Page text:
Wednesday, March 27, 2013

DEMOLITION REFERENCED IN A VARIANCE DECISION DID NOT HAVE TO OCCUR WITHIN ONE YEAR, OR FOUR YEARS.


On March 16th the SJC issued a decision that reinforces some of the earlier decisions that have concluded that absent specific conditions within a ZBA decision, there are no specific time requirements to perform certain steps anticipated by the decision. In E & J Properties, LLC v. Medas, 464 Mass. 1018, 1019 (2013) the Defendant obtained a variance in 2005 to demolish structures and subdivide property into twenty building lots. According to the decision, “[w]ithin one year of the board's variance decision, the Fall River planning board indorsed an ‘approval not required’ plan that showed the property divided into twenty lots, and sixteen of the lots were sold to the plaintiff. Thereafter, the plaintiff began construction of housing units on some of those lots, and the trust demolished a portion of the Global Glass Building. The trust retained for itself the four lots shown on the plan that were occupied by the remainder of the Global Glass Building.”  In 2009 the building inspector issued a notice of violation because the remainder of the building had not been demolished, notwithstanding that the defendant had represented to the ZBA at the variance hearing that it would be demolished.  Upon appeal the ZBA decided that the variance decision did not require demolition within a particular time, and ultimately the SJC found their conclusion to be “both legally tenable and reasonable.”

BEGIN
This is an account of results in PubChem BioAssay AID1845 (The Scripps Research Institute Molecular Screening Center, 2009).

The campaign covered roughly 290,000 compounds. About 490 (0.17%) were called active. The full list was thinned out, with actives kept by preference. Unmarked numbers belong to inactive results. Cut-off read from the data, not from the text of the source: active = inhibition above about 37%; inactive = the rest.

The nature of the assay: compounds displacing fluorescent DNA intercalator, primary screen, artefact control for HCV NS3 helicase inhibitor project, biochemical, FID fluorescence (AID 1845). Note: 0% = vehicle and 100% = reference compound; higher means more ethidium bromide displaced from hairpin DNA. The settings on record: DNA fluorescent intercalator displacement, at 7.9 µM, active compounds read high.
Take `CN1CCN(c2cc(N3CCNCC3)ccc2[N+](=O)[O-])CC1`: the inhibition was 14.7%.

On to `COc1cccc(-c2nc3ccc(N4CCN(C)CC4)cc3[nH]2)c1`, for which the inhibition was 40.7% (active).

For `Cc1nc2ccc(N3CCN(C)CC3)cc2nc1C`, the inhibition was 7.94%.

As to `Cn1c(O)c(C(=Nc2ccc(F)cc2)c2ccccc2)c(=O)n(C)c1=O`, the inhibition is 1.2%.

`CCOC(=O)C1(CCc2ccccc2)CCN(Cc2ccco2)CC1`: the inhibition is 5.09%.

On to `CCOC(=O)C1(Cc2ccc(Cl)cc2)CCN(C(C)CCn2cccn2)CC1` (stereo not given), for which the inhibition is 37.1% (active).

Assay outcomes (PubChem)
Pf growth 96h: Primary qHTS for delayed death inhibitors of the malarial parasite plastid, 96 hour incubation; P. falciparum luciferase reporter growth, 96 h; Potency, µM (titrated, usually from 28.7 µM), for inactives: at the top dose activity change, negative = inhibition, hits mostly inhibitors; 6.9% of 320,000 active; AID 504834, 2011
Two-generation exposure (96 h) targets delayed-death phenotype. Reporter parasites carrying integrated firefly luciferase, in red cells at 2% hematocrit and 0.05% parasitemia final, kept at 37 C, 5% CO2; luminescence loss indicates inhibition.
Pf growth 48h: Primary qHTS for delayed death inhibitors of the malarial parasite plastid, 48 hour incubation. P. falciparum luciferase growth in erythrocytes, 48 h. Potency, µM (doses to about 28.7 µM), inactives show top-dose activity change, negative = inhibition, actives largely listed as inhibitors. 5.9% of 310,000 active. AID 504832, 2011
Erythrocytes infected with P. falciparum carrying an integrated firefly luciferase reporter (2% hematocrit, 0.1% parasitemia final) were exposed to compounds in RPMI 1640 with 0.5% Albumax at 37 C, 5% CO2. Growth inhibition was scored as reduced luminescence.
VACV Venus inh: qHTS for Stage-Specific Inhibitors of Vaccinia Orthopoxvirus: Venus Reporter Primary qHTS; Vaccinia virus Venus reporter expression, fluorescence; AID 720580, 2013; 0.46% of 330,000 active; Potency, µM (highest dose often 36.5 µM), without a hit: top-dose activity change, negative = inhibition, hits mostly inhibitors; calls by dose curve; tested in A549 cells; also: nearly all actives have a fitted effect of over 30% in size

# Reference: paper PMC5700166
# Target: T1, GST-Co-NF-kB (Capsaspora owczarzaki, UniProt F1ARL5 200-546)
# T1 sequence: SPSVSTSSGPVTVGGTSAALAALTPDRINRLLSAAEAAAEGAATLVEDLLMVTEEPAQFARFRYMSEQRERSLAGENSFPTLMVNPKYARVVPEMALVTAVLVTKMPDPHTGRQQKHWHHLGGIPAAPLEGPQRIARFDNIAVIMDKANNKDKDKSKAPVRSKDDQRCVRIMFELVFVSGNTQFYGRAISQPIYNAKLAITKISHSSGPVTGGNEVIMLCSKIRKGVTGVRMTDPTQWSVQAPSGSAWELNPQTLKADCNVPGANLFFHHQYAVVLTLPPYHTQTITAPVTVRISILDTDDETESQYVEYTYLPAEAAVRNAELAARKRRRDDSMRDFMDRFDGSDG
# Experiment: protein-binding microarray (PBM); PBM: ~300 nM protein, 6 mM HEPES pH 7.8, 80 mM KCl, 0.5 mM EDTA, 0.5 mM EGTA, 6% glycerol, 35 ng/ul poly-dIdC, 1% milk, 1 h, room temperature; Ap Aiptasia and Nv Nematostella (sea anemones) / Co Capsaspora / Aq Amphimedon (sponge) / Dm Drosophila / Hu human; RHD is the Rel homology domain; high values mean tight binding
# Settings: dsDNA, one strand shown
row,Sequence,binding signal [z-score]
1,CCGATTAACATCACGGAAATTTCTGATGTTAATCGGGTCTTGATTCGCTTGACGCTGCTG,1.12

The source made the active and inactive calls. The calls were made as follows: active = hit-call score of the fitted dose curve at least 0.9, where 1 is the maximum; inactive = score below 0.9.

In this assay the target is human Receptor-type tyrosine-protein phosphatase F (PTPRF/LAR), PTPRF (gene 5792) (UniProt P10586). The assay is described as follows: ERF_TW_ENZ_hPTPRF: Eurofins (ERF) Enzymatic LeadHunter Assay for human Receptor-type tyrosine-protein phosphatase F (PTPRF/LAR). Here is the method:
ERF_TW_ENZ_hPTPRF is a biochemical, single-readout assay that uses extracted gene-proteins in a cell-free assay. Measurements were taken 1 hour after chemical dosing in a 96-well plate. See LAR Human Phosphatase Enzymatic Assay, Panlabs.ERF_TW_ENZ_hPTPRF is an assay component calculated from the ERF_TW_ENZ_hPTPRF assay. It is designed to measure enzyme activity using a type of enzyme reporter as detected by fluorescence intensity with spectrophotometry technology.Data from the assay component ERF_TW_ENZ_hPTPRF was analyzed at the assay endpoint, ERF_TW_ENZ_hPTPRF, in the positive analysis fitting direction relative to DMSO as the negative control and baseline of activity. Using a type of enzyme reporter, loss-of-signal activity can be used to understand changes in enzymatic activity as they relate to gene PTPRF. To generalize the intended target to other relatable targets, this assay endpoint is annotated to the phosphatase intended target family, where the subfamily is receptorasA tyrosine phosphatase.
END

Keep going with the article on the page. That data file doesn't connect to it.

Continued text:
“While the variance decision requires that ‘rights authorized by the decision’ be exercised within one year, demolition was not a ‘right’ authorized by the variance per se. To construe demolition as a ‘right’ subject to lapse after one year would be nonsensical, as demolition was precisely the result sought by the building inspector in his enforcement order. “ E & J Properties, LLC v. Medas, 464 Mass. 1018, 1019 (2013)
Note that the controversy arose in January, 2009 and the SJC decision was issued in March, 2013.  That’s not what happens on the TV lawyer shows; everything gets adjudicated within an hour.
PAUL F. ALPHEN, ESQUIRE
BALAS, ALPHEN & SANTOS, P.C.
 

 

No comments:

Post a Comment